What is the current position regarding spouses/civil partners and CGT?
A person can transfer assets to their spouse or civil partner on a no gain, no loss basis up to and including the tax year in which they separate. For example, where a husband acquires shares for £20,000 and later transfers them to his wife, no gain and no loss will arise to the husband on his disposal of the shares (and the wife will have a CGT acquisition cost of £20,000) regardless of whether the shares are worth £15,000 or £25,000 at the date of transfer.
By contrast, if the couple had separated (by a deed of separation, by court order or, more usually, as a matter of fact) in the previous tax year but were still married at the date of transfer, the transfer would be deemed to have been made at market value. So, ignoring any allowances, if the shares were worth £25,000 at the date of transfer, the husband would have realised a gain of £5,000 on which he would have to pay CGT (with no sale proceeds to make the payment from). This differs from the inheritance tax position where all transfers between spouses and civil partners are exempt from tax up to the date of the decree absolute.
What issues does the OTS (Office of Tax Simplification) report address?
The highlighted broad and specific problems with the current position. Most significantly, it recognised that separating couples are unlikely to agree the division of their assets and actually make the transfers in the tax year of separation. Financial disclosure and reaching consensus as to each party’s needs can be a lengthy process (if an agreement is reached at all). Even if a couple separate early in a tax year (say, on 6 April 2021), they may still be a significant way off actually dividing the assets within 12 months, let alone if the couple separates towards the end of the tax year, say in March 2022.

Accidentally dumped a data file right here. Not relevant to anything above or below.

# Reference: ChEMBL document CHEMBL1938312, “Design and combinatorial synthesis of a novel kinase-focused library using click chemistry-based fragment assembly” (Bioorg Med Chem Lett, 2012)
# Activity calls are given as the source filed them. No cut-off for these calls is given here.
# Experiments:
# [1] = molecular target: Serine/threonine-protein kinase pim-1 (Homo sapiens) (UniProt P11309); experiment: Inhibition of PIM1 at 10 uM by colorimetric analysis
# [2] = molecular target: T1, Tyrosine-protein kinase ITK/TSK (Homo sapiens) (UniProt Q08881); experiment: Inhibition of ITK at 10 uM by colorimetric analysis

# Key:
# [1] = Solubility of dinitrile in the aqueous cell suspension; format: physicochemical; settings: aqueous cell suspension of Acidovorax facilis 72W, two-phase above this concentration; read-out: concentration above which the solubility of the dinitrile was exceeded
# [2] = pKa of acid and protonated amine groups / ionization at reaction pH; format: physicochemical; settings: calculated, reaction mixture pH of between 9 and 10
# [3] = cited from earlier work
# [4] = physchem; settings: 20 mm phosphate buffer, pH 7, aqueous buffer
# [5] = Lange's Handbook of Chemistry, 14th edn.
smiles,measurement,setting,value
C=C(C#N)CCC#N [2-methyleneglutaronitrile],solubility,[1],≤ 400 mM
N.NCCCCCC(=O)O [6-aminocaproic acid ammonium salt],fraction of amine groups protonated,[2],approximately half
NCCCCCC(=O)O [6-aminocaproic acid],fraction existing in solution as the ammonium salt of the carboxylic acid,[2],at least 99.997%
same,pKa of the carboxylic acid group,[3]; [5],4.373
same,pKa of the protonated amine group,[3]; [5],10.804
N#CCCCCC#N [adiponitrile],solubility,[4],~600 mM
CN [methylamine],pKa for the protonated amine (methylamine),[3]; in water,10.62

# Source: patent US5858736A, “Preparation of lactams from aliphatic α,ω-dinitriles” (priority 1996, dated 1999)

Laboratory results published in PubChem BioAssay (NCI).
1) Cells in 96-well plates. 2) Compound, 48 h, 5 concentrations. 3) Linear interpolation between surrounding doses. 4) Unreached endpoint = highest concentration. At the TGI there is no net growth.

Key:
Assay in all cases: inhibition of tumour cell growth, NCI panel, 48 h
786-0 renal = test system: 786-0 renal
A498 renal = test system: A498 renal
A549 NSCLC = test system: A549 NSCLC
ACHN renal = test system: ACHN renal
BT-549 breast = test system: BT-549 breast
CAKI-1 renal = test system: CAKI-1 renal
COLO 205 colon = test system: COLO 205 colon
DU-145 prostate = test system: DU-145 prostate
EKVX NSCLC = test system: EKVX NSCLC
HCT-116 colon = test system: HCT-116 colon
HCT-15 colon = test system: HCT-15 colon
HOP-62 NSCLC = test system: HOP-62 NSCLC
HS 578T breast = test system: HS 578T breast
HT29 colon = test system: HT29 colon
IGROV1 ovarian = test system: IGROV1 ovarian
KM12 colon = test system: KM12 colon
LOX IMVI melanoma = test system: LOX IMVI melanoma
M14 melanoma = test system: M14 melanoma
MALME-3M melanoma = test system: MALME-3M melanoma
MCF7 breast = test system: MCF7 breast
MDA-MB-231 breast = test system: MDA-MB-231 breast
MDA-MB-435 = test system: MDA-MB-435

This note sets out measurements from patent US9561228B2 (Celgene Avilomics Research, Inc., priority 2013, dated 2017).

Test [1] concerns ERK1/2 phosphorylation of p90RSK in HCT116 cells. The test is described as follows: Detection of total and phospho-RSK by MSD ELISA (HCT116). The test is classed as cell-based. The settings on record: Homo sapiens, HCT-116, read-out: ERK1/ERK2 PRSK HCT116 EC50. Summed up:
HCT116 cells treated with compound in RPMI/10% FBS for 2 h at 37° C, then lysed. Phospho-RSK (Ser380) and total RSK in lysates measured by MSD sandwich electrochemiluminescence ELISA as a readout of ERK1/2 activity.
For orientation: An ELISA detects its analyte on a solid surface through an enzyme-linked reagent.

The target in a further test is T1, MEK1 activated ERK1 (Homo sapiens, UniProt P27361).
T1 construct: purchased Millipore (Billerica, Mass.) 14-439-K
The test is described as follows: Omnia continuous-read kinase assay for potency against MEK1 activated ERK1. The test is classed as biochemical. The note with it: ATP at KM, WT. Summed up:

The practical reality is that the current provisions do not help many separated couples to defer a CGT charge on the division of assets. CGT is often a further factor to consider in the separation of assets. The tax affects the total value available for division to achieve fairness and will frequently be a factor in negotiating the assets to be transferred.
More specifically, the report identifies two circumstances where the current rules give rise to particular problems. The first is the sale of the family property to a third party. If one spouse moves out of the family home at separation and the property is sold in a subsequent tax year, any gain on that spouse’s share of the property will be subject to CGT for any period to which principal private residence relief does not apply. The second circumstance is on share reorganisations in family businesses, where the tax charge can create funding issues.
What are the OTS recommendations and the government’s response?
The OTS has recommended that the no gain, no loss window should be increased to the later of:
- the end of the tax year at least two years after separation, and
- any reasonable time set for the transfer of assets in accordance with a financial agreement approved by a court (or equivalent processes in Scotland)
In its response to the OTS, the government agreed that the no gain, no loss window on separation and divorce should be extended and announced it would consult on the detail over the course of 2022. However whilst the government did accept that the window should be extended, it did confirm what it would be extended to or when the change would happen. These things move slowly, so it is unlikely that it will be soon.
If the recommendation is implemented, then it will certainly help separating families, so we will be watching for developments.